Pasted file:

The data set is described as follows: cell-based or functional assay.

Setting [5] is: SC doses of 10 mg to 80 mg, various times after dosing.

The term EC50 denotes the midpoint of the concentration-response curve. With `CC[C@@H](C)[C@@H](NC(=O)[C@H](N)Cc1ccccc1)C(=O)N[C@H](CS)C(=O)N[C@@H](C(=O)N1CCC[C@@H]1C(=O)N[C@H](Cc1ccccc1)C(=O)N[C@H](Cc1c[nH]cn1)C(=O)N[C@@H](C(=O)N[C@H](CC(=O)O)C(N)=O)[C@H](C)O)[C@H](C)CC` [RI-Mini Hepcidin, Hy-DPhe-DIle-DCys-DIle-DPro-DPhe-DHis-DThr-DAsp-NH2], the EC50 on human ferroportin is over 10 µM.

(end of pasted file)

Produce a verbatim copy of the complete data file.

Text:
The data set is described as follows: cell-based or functional assay.

Setting [5] is: SC doses of 10 mg to 80 mg, various times after dosing.

The term EC50 denotes the midpoint of the concentration-response curve. With `CC[C@@H](C)[C@@H](NC(=O)[C@H](N)Cc1ccccc1)C(=O)N[C@H](CS)C(=O)N[C@@H](C(=O)N1CCC[C@@H]1C(=O)N[C@H](Cc1ccccc1)C(=O)N[C@H](Cc1c[nH]cn1)C(=O)N[C@@H](C(=O)N[C@H](CC(=O)O)C(N)=O)[C@H](C)O)[C@H](C)CC` [RI-Mini Hepcidin, Hy-DPhe-DIle-DCys-DIle-DPro-DPhe-DHis-DThr-DAsp-NH2], the EC50 on human ferroportin is over 10 µM.